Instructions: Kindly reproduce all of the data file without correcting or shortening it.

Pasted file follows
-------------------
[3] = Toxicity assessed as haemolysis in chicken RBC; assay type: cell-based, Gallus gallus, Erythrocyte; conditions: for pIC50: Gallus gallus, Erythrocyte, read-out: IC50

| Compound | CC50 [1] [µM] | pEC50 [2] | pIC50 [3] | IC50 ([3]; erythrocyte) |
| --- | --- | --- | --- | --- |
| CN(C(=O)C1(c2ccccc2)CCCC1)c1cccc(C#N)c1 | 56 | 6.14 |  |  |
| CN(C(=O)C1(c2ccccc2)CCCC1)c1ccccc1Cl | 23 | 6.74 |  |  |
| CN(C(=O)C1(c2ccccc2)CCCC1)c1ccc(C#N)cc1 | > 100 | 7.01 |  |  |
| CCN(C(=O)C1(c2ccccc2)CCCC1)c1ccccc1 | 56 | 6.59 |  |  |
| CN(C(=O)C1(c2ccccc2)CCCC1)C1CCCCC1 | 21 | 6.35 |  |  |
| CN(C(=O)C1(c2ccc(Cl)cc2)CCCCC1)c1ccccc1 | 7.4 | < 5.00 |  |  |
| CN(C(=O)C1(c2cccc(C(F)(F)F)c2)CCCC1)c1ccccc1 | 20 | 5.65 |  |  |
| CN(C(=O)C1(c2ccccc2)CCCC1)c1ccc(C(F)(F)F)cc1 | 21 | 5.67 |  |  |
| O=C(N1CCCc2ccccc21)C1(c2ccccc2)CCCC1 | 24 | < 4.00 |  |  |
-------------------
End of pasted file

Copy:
[3] = Toxicity assessed as haemolysis in chicken RBC; assay type: cell-based, Gallus gallus, Erythrocyte; conditions: for pIC50: Gallus gallus, Erythrocyte, read-out: IC50

| Compound | CC50 [1] [µM] | pEC50 [2] | pIC50 [3] | IC50 ([3]; erythrocyte) |
| --- | --- | --- | --- | --- |
| CN(C(=O)C1(c2ccccc2)CCCC1)c1cccc(C#N)c1 | 56 | 6.14 |  |  |
| CN(C(=O)C1(c2ccccc2)CCCC1)c1ccccc1Cl | 23 | 6.74 |  |  |
| CN(C(=O)C1(c2ccccc2)CCCC1)c1ccc(C#N)cc1 | > 100 | 7.01 |  |  |
| CCN(C(=O)C1(c2ccccc2)CCCC1)c1ccccc1 | 56 | 6.59 |  |  |
| CN(C(=O)C1(c2ccccc2)CCCC1)C1CCCCC1 | 21 | 6.35 |  |  |
| CN(C(=O)C1(c2ccc(Cl)cc2)CCCCC1)c1ccccc1 | 7.4 | < 5.00 |  |  |
| CN(C(=O)C1(c2cccc(C(F)(F)F)c2)CCCC1)c1ccccc1 | 20 | 5.65 |  |  |
| CN(C(=O)C1(c2ccccc2)CCCC1)c1ccc(C(F)(F)F)cc1 | 21 | 5.67 |  |  |
| O=C(N1CCCc2ccccc21)C1(c2ccccc2)CCCC1 | 24 | < 4.00 |  |  |